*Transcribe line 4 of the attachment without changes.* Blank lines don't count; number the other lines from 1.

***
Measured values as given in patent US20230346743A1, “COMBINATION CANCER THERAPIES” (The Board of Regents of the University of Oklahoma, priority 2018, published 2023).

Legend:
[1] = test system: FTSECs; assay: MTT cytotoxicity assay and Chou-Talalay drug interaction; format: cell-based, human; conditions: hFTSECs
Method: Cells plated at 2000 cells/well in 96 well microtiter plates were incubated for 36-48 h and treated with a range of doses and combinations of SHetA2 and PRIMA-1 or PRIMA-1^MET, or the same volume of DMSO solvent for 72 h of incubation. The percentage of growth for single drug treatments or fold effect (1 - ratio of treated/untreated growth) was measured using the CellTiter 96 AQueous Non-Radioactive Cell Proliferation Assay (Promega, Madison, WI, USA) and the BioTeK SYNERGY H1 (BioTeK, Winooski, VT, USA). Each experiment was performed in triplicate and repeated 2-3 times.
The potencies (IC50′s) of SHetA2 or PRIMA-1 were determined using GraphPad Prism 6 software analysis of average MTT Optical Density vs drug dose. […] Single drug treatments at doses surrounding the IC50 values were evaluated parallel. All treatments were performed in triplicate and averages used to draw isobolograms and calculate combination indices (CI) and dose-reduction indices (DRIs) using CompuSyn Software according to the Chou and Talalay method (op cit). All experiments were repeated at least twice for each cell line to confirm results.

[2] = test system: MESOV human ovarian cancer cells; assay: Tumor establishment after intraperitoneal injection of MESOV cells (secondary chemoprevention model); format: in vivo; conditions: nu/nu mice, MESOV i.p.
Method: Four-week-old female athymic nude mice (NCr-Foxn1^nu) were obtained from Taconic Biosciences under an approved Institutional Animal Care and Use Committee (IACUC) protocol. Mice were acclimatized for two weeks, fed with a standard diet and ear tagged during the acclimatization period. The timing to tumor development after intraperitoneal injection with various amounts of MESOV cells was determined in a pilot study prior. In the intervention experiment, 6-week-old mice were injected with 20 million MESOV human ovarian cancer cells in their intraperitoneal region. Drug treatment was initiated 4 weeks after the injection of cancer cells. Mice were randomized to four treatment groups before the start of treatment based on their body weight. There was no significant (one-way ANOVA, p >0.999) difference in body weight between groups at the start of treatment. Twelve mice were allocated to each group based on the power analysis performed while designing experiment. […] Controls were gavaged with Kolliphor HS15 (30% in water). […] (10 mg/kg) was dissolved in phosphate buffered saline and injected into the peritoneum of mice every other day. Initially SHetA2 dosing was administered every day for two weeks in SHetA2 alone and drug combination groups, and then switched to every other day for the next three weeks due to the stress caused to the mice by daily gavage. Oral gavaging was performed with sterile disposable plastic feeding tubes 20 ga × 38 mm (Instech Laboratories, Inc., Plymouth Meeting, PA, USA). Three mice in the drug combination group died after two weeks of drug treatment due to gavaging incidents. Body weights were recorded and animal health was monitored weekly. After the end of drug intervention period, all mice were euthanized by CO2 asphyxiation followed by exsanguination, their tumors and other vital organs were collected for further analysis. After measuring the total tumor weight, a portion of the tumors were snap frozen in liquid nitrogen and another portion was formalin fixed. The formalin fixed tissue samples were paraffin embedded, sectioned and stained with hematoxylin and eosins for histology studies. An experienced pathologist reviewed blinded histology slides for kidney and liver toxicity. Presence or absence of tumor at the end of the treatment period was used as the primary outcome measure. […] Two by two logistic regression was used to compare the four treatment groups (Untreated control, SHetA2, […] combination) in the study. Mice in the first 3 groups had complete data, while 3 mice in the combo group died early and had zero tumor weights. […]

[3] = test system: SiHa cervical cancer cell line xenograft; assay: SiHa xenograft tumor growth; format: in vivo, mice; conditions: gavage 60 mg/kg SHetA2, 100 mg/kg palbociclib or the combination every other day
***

Method: Cells plated at 2000 cells/well in 96 well microtiter plates were incubated for 36-48 h and treated with a range of doses and combinations of SHetA2 and PRIMA-1 or PRIMA-1^MET, or the same volume of DMSO solvent for 72 h of incubation. The percentage of growth for single drug treatments or fold effect (1 - ratio of treated/untreated growth) was measured using the CellTiter 96 AQueous Non-Radioactive Cell Proliferation Assay (Promega, Madison, WI, USA) and the BioTeK SYNERGY H1 (BioTeK, Winooski, VT, USA). Each experiment was performed in triplicate and repeated 2-3 times.